You can build relationships online these days. You can also follow the activity of most companies and get involved in the conversations and discussions.
Ensure you have your profile up to date and include keywords and key skills. Recruiters will be searching with these keywords and key skills.
Another great place to find jobs and network with future employers are the job fairs. Go prepared by dressing smartly and take a few copies of your CV. Also, be prepared to be informally interviewed.
There’s a lot less pressure being informally interviewed at a job fair than attending an interview. However, you still want to be prepared to introduce yourself and talk through your career history.
Make the most of this opportunity and plan your day. It can be an intensive and exhausting day so make sure you are well hydrated and take proper breaks. Take a note book along with you and keep a track of the actions you need to take after the job fair.
You may be asked to send your CV by email or connect on LinkedIn or call them at a later date. It’s good practice to take responsibility for the follow-up.
If you connect on LinkedIn remember to include a thank you message and let them know you met at the job fair. The recruiters would have potentially talked to hundreds of people that day.
Employee Referral Schemes
Talking to friends and family is really important and an easy option. The large companies will have Employee Referral Schemes. These are usually financial incentives for employees to refer suitable candidates to open vacancies.
They generally produce good quality candidates. This is probably because employees tend to refer people they trust. That’s why it’s a good idea to stay in touch and then contact ex-colleagues when you are looking for your next job. If they are working for a company of interest, they can let you know of any suitable vacancies.
There are still thousands of vacancies advertised on a variety of job boards, so it’s still well worth spending time searching for opportunities. Recruiters in agencies will also be searching for candidates that have uploaded their CVs to job boards.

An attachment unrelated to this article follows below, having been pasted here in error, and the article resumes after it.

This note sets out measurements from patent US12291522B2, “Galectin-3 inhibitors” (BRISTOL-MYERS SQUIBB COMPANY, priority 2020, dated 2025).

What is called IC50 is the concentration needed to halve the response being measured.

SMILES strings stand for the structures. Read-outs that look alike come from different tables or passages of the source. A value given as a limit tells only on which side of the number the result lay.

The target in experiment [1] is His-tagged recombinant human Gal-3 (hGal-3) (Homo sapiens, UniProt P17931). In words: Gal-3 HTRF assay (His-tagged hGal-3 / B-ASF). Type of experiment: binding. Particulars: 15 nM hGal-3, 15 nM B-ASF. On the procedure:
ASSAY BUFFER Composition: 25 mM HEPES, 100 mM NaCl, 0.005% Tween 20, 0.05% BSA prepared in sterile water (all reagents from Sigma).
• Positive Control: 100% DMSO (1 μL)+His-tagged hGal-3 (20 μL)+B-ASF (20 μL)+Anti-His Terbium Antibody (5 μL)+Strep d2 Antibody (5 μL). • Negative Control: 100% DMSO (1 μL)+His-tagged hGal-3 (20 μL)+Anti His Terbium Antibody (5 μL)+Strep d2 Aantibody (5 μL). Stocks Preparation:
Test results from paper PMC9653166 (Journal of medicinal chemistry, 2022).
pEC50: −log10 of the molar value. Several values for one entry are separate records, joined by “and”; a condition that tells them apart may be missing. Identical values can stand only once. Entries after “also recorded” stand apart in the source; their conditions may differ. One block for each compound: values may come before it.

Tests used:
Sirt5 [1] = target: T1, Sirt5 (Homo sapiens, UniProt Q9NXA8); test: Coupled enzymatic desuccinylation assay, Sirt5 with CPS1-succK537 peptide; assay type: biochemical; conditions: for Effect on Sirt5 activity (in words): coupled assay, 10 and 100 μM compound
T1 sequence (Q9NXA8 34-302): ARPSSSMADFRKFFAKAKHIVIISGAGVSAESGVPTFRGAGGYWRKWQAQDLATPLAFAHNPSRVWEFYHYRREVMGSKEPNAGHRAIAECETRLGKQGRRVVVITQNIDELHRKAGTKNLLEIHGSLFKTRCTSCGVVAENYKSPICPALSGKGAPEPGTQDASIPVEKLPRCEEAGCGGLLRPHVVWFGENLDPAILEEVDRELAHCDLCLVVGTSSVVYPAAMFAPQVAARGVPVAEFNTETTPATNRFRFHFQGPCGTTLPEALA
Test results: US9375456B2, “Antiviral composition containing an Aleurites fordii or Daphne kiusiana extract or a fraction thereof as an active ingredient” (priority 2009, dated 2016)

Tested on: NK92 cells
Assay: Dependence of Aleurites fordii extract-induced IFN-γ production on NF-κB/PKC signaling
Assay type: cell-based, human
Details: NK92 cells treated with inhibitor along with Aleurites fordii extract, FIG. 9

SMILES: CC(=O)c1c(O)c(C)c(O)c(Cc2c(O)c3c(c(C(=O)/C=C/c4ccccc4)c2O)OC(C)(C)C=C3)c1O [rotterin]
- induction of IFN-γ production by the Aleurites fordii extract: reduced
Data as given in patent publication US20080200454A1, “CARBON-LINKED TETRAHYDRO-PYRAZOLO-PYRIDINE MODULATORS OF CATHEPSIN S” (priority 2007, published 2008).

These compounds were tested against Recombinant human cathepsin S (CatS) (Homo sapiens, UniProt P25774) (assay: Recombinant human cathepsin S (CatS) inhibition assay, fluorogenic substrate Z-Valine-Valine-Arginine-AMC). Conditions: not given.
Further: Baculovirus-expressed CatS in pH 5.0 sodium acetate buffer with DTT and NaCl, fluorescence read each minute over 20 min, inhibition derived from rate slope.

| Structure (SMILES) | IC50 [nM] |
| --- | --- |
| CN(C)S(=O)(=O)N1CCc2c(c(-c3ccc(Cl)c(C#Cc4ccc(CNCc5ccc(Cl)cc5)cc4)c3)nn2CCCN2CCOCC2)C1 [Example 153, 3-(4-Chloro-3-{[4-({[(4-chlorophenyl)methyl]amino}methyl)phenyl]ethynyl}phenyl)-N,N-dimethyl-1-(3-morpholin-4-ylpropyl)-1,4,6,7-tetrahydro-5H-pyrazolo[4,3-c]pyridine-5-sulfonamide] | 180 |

So, again it’s a good idea to still incorporate job boards into your job-hunting strategy. Just remember to remove your full address. You can include the town and county you reside if you feel it’s relevant.
These day’s the only contact information you really need is email and mobile phone.
Be selective when you decide to work with a recruitment agency. Consider whether it’s more effective to register with a specialist agency or High Street generalist agency. Working with a specialist agency will help you get to the clients of interest much quicker.
Recruitment agents usually have very good relationships with their clients. There tends to be less CVs sent for vacancies being managed by agencies and this will increase your chances of getting an interview. The agent will also be able to prepare you for the interview given their knowledge about the client.
If you have a list of companies you are particularly keen to work for then register your interest. You will normally find the registration form on their career page. These days you’ll probably be able to send your CV speculatively and set up alerts to be notified of relevant vacancies.
This is another route to market you can factor into your job search. However, you don’t want to be sitting back waiting for the alerts, so you’ll need to be actively using the other routes to maximise your chances.
Take the time to plan your job search activities. Factor in some dedicated time in your diary to manage your job search. Looking for a job can take over your life, which is okay short-term. However, make some time to do something nice with friends and family and look after yourself too.